‘All of our schools have achieved or are in the process of achieving either CIS (Council of International Schools), IB (International Baccalaureate) or the NEASC (New England Association of Schools and Colleges) accreditation. These awards are only given to schools that have gone through very rigorous independent visits, completed a very comprehensive self-study exercise and have committed to continuous improvement. Parents should always look for schools to be internationally accredited that will guarantee that they are on a par with the very best of international schools.’

What requirements must a child meet to be enrolled into a Taaleem school?
‘Apart from the obvious in relation to age appropriateness, we welcome all families to our schools. We pride ourselves for being inclusive and being able to support the needs of most children whether they are gifted, need EAL (English as an Additional Language) support or have special needs that require learning support.
The one thing that we do ask of parents is that they work as equal partners with the school in the education of their child and not be afraid to voice their hopes and fears.’

We have noticed the top schools, which could be described as ‘expensive’ schools, can actually increase their fees even higher as they are rated as a top school. What is Taaleem’s view on this?
‘Top schools can be described and perceived as expensive, however there have been many benchmarking exercises that show that schools in the UAE are more affordable than in other comparable developing nations. Top schools in Dubai do get to lever their DSIB rating through being able to increase their fees by double the ECI. However, one must bear in mind that the quality of a school never exceeds the quality of its teaching staff and leaders.

70 percent of a schools expenditure is taken up by staff wages and benefits; we live in a world where there is an acute shortage of good teachers, where the competition to recruit highly skilled and experienced teachers increases year on year.

In short, the majority of financial pressures on schools in the UAE are external and not influenced locally and schools must be able to offer internationally competitive packages.’
For more information, visit (04 349 8806).

The Swiss International Scientific School

What is your mission statement?
‘SISD provides an inspiring and challenging learning environment whilst celebrating and rewarding academic excellence.

We encourage our students to become successful, global-minded, enthusiastic life-long learners who will confidently take advantage of future opportunities and help to make a difference.

Together with our teaching staff and parents, we support our students to fully develop their potential in a motivating multi-lingual and international learning environment.’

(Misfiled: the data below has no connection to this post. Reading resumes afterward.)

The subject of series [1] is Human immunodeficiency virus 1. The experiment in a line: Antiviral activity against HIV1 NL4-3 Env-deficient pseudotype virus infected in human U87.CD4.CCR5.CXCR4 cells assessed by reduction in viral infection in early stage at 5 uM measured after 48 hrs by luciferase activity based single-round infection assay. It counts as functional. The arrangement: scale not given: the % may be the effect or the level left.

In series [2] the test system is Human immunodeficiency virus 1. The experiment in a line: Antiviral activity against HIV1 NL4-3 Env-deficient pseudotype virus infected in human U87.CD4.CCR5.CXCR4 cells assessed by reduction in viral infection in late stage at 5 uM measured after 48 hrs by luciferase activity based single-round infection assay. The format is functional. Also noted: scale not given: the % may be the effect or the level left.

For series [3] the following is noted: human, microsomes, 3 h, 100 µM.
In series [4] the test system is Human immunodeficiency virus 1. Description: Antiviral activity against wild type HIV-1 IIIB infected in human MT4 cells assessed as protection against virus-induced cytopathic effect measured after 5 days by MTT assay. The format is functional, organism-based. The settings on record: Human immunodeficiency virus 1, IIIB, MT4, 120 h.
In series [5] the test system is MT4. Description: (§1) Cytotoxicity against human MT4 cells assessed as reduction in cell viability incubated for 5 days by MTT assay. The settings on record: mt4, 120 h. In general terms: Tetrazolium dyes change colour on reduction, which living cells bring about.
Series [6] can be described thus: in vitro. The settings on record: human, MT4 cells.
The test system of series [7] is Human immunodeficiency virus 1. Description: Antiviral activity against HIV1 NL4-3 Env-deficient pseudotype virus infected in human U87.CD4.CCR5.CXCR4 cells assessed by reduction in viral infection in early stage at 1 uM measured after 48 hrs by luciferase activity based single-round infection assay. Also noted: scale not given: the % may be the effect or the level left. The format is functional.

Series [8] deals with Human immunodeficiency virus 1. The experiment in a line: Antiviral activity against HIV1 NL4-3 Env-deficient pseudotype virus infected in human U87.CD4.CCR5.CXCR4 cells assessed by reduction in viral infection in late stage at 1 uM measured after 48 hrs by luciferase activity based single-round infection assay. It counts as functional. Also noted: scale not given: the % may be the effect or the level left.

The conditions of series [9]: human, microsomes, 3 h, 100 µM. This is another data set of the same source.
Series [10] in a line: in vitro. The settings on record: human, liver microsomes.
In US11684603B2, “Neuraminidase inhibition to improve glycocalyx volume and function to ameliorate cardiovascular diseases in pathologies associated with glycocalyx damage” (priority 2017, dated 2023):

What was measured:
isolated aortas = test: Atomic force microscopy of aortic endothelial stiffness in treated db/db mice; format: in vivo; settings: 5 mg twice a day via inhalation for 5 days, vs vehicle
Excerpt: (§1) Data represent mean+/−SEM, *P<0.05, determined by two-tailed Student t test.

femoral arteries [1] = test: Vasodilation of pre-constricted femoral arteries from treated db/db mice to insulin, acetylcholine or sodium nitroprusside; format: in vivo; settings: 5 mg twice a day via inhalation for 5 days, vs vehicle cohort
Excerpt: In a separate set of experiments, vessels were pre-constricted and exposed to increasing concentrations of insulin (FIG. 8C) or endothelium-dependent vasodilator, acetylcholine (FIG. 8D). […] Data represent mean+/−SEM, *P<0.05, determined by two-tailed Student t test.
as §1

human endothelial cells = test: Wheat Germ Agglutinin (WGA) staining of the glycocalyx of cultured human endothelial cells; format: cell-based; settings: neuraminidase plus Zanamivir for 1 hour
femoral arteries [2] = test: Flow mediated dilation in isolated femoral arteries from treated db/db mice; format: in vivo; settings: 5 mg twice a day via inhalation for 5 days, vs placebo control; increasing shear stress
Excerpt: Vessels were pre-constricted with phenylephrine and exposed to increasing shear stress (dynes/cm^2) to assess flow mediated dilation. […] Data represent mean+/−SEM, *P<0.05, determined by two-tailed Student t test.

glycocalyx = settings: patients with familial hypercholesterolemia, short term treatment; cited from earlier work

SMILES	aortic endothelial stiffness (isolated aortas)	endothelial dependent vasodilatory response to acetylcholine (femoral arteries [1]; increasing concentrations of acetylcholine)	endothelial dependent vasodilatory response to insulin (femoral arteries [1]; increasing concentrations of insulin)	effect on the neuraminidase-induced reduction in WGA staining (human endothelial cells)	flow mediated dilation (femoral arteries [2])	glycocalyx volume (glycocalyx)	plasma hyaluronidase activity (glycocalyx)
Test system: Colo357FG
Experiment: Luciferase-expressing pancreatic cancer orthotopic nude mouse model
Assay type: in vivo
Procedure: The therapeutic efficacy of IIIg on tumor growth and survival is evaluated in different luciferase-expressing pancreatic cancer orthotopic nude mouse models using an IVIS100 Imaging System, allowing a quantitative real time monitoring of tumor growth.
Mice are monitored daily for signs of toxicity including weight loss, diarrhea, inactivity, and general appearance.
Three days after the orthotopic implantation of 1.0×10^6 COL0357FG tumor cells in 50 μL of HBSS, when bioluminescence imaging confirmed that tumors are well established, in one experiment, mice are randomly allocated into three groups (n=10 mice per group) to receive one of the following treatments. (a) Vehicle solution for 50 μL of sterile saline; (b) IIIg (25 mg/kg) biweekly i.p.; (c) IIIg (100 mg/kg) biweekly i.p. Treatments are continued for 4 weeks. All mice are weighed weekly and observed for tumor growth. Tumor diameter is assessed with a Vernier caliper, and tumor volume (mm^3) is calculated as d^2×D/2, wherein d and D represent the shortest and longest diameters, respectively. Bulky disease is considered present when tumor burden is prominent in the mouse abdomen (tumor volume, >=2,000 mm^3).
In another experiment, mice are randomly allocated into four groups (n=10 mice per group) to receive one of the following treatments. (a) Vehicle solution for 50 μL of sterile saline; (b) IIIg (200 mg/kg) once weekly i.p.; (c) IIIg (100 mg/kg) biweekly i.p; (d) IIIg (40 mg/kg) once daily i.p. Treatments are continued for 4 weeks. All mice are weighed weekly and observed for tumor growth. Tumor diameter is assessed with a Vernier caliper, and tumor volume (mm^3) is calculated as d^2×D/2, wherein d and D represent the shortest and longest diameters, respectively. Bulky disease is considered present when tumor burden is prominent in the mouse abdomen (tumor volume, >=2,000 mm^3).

How many new schools have you opened in the last 12 months?
‘We open the first SISD School this month and are located in Al Jaddaf Area, Dubai Healthcare City-Phase 2.’

What is the future plan for SISD up to 2020?
‘We will be opening SISD (Swiss International Scientific School) secondary building, auditorium and boarding houses in 2017.’

Are your fees set to rise in the year 2016?
‘Not at our school, as it is just opening this autumn.’

Do you think the UAE has enough schools or do you see a real shortage?
‘The demand-supply difference in the Dubai market is slowly being lost thanks to many new schools that have recently opened, including SISD. However, there remains a real shortage in the KG and early primary years phase.’

Have the SISD scored high when it comes to assessments/awards?
‘It will be our first year of operation. We do not have any record for assessments and awards yet.’

What requirements must a child meet to be enrolled into a SISD?
‘We have no particular requirements. However, the child should have a good knowledge of one of the main languages we offer, in order to be able to follow the bilingual curriculum.’

We have noticed the top schools, which could be described as the ‘expensive’ schools, can actually increase their fees more as they are rated as a top school. What is SISD’s view on this?
‘In order to keep the level of quality that top schools aim for, prices naturally have to increase in order to provide the very best standard of education and an optimal environment for learning. These fee amendments all take place in accordance with KHDA’s clear pricing guidelines as to how much a school can increase its prices each year.
For more information, visit (04 375 0600).